I’ll be starting from scratch and going slow, but you may want to read through a quick introductory tutorial to have a little bit of familiarity with React before you continue. There are many, many, many out there, including this sitepoint one, a slightly outdated but good scotch.io intro and a more technical in-depth one at tutsplus. Of course, the React homepage also has a pretty nice overview as well. You don’t have to do this by any stretch, but you may find it helpful.

A Few Notes, Warnings, and Disclaimers

Since this series is all about rapid prototyping and cranking out wireframes, I will be using some practices, especially in the first few articles, that “real developers” will cringe at. Using in-browser JSX transformation, global variables all over the place, etc. While these certainly would not be in an article talking about production code or making “real apps”, the fact that speed of iteration is the most important thing here is why I feel comfortable with the trade-offs of implementing things the way I have.

Let’s Get Started!

We’ll be building a wireframe for my brilliant startup idea: Contacrrrr. It is a web app that manages your contacts. While it is certainly not a new idea, it is missing a vowel, and repeats a consonant in its name, so it will have VC funding in no time!

After moments of sketching, I’ve decided on this basic UI, which we will wireframe in the browser with React.

Picture of a sketch of a made up product

Conactrrr, the best thing ever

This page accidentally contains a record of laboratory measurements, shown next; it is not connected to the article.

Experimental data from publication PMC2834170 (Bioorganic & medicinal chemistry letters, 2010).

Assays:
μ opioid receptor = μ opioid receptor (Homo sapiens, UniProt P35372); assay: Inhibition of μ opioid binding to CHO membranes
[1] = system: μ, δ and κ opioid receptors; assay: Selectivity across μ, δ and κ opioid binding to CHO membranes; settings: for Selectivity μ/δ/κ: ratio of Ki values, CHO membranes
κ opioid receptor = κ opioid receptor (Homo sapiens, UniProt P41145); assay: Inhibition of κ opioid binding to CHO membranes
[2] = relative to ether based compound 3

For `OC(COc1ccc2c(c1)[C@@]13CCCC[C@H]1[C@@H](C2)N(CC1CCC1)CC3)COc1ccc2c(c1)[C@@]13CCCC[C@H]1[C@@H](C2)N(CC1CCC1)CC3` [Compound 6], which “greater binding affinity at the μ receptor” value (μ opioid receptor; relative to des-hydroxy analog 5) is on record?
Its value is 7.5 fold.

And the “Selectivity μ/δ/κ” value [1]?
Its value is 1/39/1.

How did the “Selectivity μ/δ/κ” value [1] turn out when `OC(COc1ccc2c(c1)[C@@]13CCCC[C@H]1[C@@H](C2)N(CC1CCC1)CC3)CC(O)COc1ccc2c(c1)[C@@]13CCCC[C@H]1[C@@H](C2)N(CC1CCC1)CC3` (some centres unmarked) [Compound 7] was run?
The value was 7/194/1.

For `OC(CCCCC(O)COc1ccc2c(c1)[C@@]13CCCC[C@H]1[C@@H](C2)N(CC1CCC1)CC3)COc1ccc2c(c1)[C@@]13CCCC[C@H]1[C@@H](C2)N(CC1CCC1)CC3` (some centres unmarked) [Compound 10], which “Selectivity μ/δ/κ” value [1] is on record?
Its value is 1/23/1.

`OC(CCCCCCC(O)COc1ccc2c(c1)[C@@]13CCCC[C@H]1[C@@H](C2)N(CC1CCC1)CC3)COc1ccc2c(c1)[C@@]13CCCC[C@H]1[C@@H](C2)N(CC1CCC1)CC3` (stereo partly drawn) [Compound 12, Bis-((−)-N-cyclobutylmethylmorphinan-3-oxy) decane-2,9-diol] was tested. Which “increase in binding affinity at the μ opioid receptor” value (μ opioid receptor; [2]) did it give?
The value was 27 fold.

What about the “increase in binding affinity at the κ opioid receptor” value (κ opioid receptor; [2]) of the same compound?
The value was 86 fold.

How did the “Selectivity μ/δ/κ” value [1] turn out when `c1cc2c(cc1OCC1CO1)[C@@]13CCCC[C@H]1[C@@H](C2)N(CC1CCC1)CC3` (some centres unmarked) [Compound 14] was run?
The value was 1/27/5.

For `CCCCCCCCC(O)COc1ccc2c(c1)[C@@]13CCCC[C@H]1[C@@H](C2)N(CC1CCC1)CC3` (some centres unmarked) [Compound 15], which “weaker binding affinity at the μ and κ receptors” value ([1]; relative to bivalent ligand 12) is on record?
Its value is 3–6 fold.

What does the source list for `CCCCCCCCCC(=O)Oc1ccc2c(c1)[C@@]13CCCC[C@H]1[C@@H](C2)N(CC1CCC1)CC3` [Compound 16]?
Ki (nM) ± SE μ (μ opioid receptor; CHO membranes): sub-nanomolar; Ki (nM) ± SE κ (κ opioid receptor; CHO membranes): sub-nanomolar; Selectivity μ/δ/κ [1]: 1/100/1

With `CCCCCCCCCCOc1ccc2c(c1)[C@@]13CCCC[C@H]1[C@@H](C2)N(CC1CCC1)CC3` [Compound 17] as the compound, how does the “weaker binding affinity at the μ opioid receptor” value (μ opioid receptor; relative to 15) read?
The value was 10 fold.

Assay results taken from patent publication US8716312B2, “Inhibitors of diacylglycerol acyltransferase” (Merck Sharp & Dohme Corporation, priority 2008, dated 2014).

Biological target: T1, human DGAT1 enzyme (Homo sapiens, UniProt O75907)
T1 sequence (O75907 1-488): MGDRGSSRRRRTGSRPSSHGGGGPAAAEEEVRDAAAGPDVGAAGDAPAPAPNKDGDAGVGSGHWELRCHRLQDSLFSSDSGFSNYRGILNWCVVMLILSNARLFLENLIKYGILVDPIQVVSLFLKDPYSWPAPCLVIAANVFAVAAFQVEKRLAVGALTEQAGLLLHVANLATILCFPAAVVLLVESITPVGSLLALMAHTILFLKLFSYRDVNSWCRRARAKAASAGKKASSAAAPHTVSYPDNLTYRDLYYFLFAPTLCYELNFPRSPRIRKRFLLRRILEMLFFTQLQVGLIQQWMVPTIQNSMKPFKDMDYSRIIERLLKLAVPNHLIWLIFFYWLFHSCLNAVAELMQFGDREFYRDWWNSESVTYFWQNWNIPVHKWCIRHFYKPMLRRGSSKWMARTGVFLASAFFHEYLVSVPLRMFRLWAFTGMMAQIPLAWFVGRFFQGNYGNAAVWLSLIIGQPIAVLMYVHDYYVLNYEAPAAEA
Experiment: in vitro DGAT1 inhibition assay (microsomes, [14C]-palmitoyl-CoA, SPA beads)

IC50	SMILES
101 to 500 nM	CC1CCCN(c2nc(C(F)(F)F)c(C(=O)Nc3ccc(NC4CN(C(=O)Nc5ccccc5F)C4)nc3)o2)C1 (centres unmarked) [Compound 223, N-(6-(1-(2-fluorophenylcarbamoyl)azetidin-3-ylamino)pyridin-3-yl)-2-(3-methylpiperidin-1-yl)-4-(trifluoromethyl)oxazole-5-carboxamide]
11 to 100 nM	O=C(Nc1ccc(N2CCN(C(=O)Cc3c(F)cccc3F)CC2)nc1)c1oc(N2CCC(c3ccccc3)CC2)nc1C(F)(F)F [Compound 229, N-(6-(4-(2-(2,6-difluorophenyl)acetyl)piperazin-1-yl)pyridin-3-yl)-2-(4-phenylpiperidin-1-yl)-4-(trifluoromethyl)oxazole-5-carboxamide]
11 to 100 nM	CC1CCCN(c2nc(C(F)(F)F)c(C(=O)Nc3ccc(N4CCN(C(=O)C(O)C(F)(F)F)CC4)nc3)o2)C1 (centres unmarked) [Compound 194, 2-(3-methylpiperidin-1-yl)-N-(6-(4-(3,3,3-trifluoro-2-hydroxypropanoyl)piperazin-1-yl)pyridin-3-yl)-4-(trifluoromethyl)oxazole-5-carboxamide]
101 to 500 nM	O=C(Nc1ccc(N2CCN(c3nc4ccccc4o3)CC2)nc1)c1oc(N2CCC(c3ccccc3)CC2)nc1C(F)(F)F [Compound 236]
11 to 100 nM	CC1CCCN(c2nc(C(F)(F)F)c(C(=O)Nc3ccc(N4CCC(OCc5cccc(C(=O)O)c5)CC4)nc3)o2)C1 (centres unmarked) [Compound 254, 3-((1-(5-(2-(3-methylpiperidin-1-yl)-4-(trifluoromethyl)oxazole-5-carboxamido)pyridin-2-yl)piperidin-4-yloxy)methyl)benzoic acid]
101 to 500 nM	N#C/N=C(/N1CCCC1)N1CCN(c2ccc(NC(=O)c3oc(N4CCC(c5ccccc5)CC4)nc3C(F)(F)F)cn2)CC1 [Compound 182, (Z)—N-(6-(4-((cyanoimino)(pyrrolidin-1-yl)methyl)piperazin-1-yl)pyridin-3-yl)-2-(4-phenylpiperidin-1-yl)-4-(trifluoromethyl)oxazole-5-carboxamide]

Intro to React: Hello World!

Before we start our wireframe, let us make sure we have everything set up properly and get our feet wet with React. Open up that folder you made for your first project, fire up your favorite text editor, perhaps grab a beverage, and let’s make a thing! Create a new HTML file named template.html and make it look like this:

<!doctype html>
    <title>React Prototype Template</title>
    <script src="build/react.min.js"></script>
    <script src="build/JSXTransformer.js"></script>

This is is a blank document that includes the React library and the client-side JSX Transformer that we can use a base for all our prototypes. The JSXTransformer turns our JSX (React’s version of JavaScript) into plain JavaScript that the browser understands.

Just to be sure everything is in the right place, your folder should look like this now:


To make sure everything is working, let us do the traditional Hello World example. Make a copy of your template file and name it helloWorld.html. Open it up and add the following script inside the body tag:

<script type="text/jsx">

// create HiThere component
var HiThere = React.createClass({
    render: function () {
        return (
            <h1>Hello World</h1>

// draw HiThere inside the BODY tag
React.render(<HiThere />, document.body);


A quick walk through of what the above does. First, note that there is a type in our script tag with a value of text/jsx. This is to make sure the browser doesn’t think this is normal JavaScript and try running it (that would be bad.) Next up, we create a HiThere component. This is a very simple component that just returns a header element from it’s render function. Every React component has a render function which spits out what should be drawn in the browser. We then tell React to draw this component into the body element of our page.

If we load our page in a browser, you should see a big Hello World title. If not, make sure that you have the react library build folder in the same directory as your helloWorld.html prototype HTML file, that you spelled things right in you script tags, and that you aren’t getting any errors in your developer console.

Now that we have a good starting point, we can start wireframing! Continue on to Part 2.

Thanks for reading, and until next time, happy coding! I would love to hear feedback or answer any questions via twitter: @veddermatic or by email